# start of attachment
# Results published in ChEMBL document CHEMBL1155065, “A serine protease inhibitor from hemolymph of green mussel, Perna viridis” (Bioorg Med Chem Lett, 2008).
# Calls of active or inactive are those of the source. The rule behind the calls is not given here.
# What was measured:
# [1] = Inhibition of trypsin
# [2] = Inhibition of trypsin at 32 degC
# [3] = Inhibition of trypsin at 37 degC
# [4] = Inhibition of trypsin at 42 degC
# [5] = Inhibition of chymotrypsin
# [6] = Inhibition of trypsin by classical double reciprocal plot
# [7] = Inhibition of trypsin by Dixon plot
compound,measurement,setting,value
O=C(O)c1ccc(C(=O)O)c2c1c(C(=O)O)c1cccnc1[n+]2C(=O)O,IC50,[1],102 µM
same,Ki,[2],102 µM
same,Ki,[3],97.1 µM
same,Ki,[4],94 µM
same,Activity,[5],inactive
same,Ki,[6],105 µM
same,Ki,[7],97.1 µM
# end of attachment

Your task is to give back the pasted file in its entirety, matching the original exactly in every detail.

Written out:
# Results published in ChEMBL document CHEMBL1155065, “A serine protease inhibitor from hemolymph of green mussel, Perna viridis” (Bioorg Med Chem Lett, 2008).
# Calls of active or inactive are those of the source. The rule behind the calls is not given here.
# What was measured:
# [1] = Inhibition of trypsin
# [2] = Inhibition of trypsin at 32 degC
# [3] = Inhibition of trypsin at 37 degC
# [4] = Inhibition of trypsin at 42 degC
# [5] = Inhibition of chymotrypsin
# [6] = Inhibition of trypsin by classical double reciprocal plot
# [7] = Inhibition of trypsin by Dixon plot
compound,measurement,setting,value
O=C(O)c1ccc(C(=O)O)c2c1c(C(=O)O)c1cccnc1[n+]2C(=O)O,IC50,[1],102 µM
same,Ki,[2],102 µM
same,Ki,[3],97.1 µM
same,Ki,[4],94 µM
same,Activity,[5],inactive
same,Ki,[6],105 µM
same,Ki,[7],97.1 µM